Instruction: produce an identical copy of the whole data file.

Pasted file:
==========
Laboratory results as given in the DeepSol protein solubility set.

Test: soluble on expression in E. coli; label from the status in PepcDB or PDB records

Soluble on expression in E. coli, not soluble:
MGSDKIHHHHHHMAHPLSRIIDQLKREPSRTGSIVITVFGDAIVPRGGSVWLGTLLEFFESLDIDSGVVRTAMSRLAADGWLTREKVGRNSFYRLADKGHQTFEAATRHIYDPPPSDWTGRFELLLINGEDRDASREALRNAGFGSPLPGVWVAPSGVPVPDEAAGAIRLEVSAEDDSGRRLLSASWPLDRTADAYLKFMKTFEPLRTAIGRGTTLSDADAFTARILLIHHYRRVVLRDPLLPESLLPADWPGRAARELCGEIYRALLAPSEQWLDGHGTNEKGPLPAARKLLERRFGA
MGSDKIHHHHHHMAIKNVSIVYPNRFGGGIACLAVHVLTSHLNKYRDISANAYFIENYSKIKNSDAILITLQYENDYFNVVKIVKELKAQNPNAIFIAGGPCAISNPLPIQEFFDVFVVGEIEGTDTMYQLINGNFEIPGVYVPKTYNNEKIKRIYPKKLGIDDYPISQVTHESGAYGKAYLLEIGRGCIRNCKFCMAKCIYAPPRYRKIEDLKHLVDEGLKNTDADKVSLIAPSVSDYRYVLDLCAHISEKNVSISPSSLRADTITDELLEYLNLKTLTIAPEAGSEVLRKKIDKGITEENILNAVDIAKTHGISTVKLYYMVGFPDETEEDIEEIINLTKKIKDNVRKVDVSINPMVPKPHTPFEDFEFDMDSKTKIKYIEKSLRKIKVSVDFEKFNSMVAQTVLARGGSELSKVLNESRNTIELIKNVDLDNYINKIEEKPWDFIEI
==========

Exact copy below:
Laboratory results as given in the DeepSol protein solubility set.

Test: soluble on expression in E. coli; label from the status in PepcDB or PDB records

Soluble on expression in E. coli, not soluble:
MGSDKIHHHHHHMAHPLSRIIDQLKREPSRTGSIVITVFGDAIVPRGGSVWLGTLLEFFESLDIDSGVVRTAMSRLAADGWLTREKVGRNSFYRLADKGHQTFEAATRHIYDPPPSDWTGRFELLLINGEDRDASREALRNAGFGSPLPGVWVAPSGVPVPDEAAGAIRLEVSAEDDSGRRLLSASWPLDRTADAYLKFMKTFEPLRTAIGRGTTLSDADAFTARILLIHHYRRVVLRDPLLPESLLPADWPGRAARELCGEIYRALLAPSEQWLDGHGTNEKGPLPAARKLLERRFGA
MGSDKIHHHHHHMAIKNVSIVYPNRFGGGIACLAVHVLTSHLNKYRDISANAYFIENYSKIKNSDAILITLQYENDYFNVVKIVKELKAQNPNAIFIAGGPCAISNPLPIQEFFDVFVVGEIEGTDTMYQLINGNFEIPGVYVPKTYNNEKIKRIYPKKLGIDDYPISQVTHESGAYGKAYLLEIGRGCIRNCKFCMAKCIYAPPRYRKIEDLKHLVDEGLKNTDADKVSLIAPSVSDYRYVLDLCAHISEKNVSISPSSLRADTITDELLEYLNLKTLTIAPEAGSEVLRKKIDKGITEENILNAVDIAKTHGISTVKLYYMVGFPDETEEDIEEIINLTKKIKDNVRKVDVSINPMVPKPHTPFEDFEFDMDSKTKIKYIEKSLRKIKVSVDFEKFNSMVAQTVLARGGSELSKVLNESRNTIELIKNVDLDNYINKIEEKPWDFIEI